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A man leaves a branch of agricultural banking cooperative Nonghyup in Seoul May 3, 2011. North Korean computer hackers were responsible for bringing down the network of the South Korean bank, Nonghyup, last month, prosecutors in Seoul said on Tuesday, in the latest of a string of cyber attacks thought to have originated from the secretive state. (TRUTH LEEM/REUTERS)
A man leaves a branch of agricultural banking cooperative Nonghyup in Seoul May 3, 2011. North Korean computer hackers were responsible for bringing down the network of the South Korean bank, Nonghyup, last month, prosecutors in Seoul said on Tuesday, in the latest of a string of cyber attacks thought to have originated from the secretive state. (TRUTH LEEM/REUTERS)

North Korea behind cyber attack on South Korea bank: prosecutors Add to ...

North Korean computer hackers were responsible for bringing down the network of a South Korean bank last month, prosecutors in Seoul said on Tuesday, in the latest of a string of cyber attacks thought to have originated from the secretive state.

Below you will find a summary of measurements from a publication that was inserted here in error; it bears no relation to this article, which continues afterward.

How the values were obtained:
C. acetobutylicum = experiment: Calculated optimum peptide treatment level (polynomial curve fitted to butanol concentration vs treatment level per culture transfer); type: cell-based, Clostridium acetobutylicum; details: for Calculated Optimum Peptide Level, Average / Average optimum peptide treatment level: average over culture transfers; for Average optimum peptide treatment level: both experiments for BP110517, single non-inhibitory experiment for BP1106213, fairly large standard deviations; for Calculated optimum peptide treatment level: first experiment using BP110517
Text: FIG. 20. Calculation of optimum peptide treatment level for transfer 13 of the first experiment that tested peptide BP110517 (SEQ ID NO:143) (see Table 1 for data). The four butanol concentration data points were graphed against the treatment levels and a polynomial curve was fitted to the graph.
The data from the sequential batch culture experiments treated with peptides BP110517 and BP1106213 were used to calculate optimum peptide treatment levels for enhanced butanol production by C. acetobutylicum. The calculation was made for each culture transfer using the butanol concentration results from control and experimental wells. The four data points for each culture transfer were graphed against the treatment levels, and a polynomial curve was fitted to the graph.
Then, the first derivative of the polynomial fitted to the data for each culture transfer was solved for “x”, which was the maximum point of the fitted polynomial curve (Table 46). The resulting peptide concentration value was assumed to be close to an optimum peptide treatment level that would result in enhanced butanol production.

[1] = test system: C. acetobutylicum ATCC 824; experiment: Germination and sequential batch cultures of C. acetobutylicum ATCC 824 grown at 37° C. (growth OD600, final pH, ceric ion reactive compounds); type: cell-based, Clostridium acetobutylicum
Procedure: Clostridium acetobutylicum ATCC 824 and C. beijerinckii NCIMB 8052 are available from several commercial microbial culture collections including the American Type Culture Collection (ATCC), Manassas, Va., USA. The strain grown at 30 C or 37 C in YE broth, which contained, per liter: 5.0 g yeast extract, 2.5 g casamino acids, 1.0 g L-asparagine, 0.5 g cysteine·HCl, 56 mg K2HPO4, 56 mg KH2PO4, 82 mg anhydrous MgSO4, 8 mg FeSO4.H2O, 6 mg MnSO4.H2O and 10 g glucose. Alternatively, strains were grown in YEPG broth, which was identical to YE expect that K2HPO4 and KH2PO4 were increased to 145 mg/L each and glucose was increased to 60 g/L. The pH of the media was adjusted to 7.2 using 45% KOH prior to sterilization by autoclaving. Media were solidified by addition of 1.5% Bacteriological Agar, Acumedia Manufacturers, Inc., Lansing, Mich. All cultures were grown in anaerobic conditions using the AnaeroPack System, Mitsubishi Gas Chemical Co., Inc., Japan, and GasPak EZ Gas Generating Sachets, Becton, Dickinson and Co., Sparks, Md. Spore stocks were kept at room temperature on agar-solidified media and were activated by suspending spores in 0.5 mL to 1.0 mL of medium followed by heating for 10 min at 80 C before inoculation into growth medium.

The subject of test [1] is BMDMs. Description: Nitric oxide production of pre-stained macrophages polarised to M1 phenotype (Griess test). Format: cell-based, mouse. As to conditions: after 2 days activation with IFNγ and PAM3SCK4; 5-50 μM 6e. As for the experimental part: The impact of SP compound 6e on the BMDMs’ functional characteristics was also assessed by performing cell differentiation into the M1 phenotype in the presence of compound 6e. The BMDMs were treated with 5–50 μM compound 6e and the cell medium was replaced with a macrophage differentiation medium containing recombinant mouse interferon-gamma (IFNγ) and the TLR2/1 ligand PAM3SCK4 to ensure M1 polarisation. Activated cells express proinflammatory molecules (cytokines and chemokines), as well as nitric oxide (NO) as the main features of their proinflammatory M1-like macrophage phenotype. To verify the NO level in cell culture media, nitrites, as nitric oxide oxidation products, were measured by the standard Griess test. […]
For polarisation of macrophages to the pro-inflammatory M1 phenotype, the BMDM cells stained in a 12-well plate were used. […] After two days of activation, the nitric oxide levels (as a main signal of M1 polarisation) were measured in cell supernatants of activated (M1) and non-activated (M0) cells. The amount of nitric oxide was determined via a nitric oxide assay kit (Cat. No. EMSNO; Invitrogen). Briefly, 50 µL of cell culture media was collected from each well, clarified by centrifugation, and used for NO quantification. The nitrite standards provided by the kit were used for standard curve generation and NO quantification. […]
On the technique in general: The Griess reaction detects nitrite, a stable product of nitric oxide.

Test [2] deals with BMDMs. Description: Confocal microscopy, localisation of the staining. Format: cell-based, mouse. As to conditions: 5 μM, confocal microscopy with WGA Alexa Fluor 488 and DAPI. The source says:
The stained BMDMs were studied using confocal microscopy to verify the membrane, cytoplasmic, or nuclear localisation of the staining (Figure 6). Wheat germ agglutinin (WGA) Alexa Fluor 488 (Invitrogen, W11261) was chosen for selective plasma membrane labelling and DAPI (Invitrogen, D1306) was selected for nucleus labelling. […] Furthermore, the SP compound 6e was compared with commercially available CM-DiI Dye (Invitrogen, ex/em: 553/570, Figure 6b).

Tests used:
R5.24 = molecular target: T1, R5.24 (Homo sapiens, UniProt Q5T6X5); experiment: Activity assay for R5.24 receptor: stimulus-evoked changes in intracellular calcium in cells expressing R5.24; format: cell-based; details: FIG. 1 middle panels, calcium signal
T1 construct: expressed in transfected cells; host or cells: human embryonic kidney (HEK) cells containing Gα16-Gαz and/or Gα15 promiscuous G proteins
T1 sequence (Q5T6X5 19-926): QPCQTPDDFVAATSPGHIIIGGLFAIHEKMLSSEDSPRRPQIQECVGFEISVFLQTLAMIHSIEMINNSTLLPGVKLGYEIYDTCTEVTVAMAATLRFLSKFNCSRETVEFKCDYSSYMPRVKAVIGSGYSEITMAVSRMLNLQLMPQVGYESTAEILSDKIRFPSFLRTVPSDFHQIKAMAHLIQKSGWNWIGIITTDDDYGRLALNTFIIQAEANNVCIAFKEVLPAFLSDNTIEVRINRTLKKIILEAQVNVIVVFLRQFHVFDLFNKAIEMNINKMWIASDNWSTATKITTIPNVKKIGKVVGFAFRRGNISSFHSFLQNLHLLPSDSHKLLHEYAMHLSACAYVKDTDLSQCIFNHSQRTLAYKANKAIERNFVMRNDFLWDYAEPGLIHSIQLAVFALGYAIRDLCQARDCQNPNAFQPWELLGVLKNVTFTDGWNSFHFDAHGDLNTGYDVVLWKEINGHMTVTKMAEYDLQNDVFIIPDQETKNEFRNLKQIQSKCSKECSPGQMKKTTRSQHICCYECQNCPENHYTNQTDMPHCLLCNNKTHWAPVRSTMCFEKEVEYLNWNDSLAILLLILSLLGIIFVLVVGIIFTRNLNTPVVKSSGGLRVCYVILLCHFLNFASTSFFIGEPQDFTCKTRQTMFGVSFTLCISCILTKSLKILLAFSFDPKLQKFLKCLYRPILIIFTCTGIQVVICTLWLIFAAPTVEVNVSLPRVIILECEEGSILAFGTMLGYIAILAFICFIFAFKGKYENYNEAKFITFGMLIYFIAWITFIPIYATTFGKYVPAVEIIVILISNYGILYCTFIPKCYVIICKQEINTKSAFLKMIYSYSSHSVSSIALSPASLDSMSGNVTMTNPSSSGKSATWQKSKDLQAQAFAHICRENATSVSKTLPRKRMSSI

Kim Young-dae, a senior prosecutor from the Seoul Central Prosecutors' Office, said an "unprecedented act of cyber terror" by a North Korean group caused the network breakdown of South Korea's agricultural banking co-operative Nonghyup.

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The crash of Nonghyup's computer system affected millions of customers who were unable to use the bank's credit cards and ATMs for more than a week.

Prosecutors said the April 12 attack was "meticulously prepared and executed" by the same group that carried out cyber attacks on key South Korean government and business websites in 2009 and March this year. One of the internet protocol addresses used to break into the Nonghyup network was the same as one used two months ago for the distributed denial-of-service (DDoS) attack that originated from North Korea, the prosecution said. It said in a statement that the attack was a new type of cyber terrorism that targeted a private firm in an effort to destroy the financial system which is "the backbone of (the South's) capitalist society".

North Korea was also blamed for disrupting GPS signals in the South in March, possibly in an attempt to disrupt joint military drills by South Korean and U.S. forces.

A South Korean defence white paper released earlier this year said cyber threats were becoming increasingly intelligent and virulent.

The two Koreas are still technically at war, having only signed a truce to end the 1950-53 Korean War, and tensions spiked sharply last year following two deadly attacks on the peninsula in which 50 South Koreans were killed.

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